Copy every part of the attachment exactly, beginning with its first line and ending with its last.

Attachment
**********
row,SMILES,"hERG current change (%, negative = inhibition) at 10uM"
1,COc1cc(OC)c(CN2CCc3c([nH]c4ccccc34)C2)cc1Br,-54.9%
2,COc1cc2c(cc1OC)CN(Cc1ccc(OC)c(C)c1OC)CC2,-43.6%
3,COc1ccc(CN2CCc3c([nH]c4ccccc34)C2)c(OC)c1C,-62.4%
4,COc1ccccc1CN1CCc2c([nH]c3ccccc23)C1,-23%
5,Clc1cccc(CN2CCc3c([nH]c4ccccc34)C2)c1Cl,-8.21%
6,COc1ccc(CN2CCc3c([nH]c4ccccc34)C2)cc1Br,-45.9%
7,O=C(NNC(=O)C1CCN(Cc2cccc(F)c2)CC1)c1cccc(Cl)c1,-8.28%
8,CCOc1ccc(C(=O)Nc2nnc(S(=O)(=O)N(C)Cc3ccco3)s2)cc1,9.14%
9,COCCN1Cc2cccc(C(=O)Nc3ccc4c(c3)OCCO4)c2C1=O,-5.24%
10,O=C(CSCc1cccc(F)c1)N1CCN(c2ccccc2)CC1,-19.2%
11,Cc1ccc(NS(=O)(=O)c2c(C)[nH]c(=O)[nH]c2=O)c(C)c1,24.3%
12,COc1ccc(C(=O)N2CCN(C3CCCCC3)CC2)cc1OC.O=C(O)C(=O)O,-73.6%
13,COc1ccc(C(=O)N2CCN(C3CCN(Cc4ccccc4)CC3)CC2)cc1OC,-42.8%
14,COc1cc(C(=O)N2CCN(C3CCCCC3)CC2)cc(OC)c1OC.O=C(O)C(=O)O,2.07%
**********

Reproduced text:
row,SMILES,"hERG current change (%, negative = inhibition) at 10uM"
1,COc1cc(OC)c(CN2CCc3c([nH]c4ccccc34)C2)cc1Br,-54.9%
2,COc1cc2c(cc1OC)CN(Cc1ccc(OC)c(C)c1OC)CC2,-43.6%
3,COc1ccc(CN2CCc3c([nH]c4ccccc34)C2)c(OC)c1C,-62.4%
4,COc1ccccc1CN1CCc2c([nH]c3ccccc23)C1,-23%
5,Clc1cccc(CN2CCc3c([nH]c4ccccc34)C2)c1Cl,-8.21%
6,COc1ccc(CN2CCc3c([nH]c4ccccc34)C2)cc1Br,-45.9%
7,O=C(NNC(=O)C1CCN(Cc2cccc(F)c2)CC1)c1cccc(Cl)c1,-8.28%
8,CCOc1ccc(C(=O)Nc2nnc(S(=O)(=O)N(C)Cc3ccco3)s2)cc1,9.14%
9,COCCN1Cc2cccc(C(=O)Nc3ccc4c(c3)OCCO4)c2C1=O,-5.24%
10,O=C(CSCc1cccc(F)c1)N1CCN(c2ccccc2)CC1,-19.2%
11,Cc1ccc(NS(=O)(=O)c2c(C)[nH]c(=O)[nH]c2=O)c(C)c1,24.3%
12,COc1ccc(C(=O)N2CCN(C3CCCCC3)CC2)cc1OC.O=C(O)C(=O)O,-73.6%
13,COc1ccc(C(=O)N2CCN(C3CCN(Cc4ccccc4)CC3)CC2)cc1OC,-42.8%
14,COc1cc(C(=O)N2CCN(C3CCCCC3)CC2)cc(OC)c1OC.O=C(O)C(=O)O,2.07%